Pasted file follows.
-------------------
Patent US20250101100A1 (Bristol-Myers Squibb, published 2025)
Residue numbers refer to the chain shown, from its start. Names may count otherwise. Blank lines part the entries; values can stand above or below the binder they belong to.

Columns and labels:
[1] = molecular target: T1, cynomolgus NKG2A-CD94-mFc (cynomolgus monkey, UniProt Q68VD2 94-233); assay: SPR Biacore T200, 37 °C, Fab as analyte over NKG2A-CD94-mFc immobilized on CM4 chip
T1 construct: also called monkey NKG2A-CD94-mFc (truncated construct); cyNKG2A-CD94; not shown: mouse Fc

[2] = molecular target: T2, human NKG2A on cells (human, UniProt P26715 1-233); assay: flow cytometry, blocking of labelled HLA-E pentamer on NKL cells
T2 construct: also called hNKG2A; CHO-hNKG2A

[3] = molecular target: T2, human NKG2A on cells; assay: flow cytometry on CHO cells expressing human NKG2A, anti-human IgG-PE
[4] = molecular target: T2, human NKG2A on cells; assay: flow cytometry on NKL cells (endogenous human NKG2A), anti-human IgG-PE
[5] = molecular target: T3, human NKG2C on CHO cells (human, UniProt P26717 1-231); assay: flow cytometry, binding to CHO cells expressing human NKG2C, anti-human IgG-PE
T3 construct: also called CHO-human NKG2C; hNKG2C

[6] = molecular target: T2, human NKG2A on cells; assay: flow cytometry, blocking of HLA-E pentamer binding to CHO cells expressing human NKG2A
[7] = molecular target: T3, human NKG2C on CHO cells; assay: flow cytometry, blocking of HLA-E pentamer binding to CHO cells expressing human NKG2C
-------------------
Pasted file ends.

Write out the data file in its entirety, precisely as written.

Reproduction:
Patent US20250101100A1 (Bristol-Myers Squibb, published 2025)
Residue numbers refer to the chain shown, from its start. Names may count otherwise. Blank lines part the entries; values can stand above or below the binder they belong to.

Columns and labels:
[1] = molecular target: T1, cynomolgus NKG2A-CD94-mFc (cynomolgus monkey, UniProt Q68VD2 94-233); assay: SPR Biacore T200, 37 °C, Fab as analyte over NKG2A-CD94-mFc immobilized on CM4 chip
T1 construct: also called monkey NKG2A-CD94-mFc (truncated construct); cyNKG2A-CD94; not shown: mouse Fc

[2] = molecular target: T2, human NKG2A on cells (human, UniProt P26715 1-233); assay: flow cytometry, blocking of labelled HLA-E pentamer on NKL cells
T2 construct: also called hNKG2A; CHO-hNKG2A

[3] = molecular target: T2, human NKG2A on cells; assay: flow cytometry on CHO cells expressing human NKG2A, anti-human IgG-PE
[4] = molecular target: T2, human NKG2A on cells; assay: flow cytometry on NKL cells (endogenous human NKG2A), anti-human IgG-PE
[5] = molecular target: T3, human NKG2C on CHO cells (human, UniProt P26717 1-231); assay: flow cytometry, binding to CHO cells expressing human NKG2C, anti-human IgG-PE
T3 construct: also called CHO-human NKG2C; hNKG2C

[6] = molecular target: T2, human NKG2A on cells; assay: flow cytometry, blocking of HLA-E pentamer binding to CHO cells expressing human NKG2A
[7] = molecular target: T3, human NKG2C on CHO cells; assay: flow cytometry, blocking of HLA-E pentamer binding to CHO cells expressing human NKG2C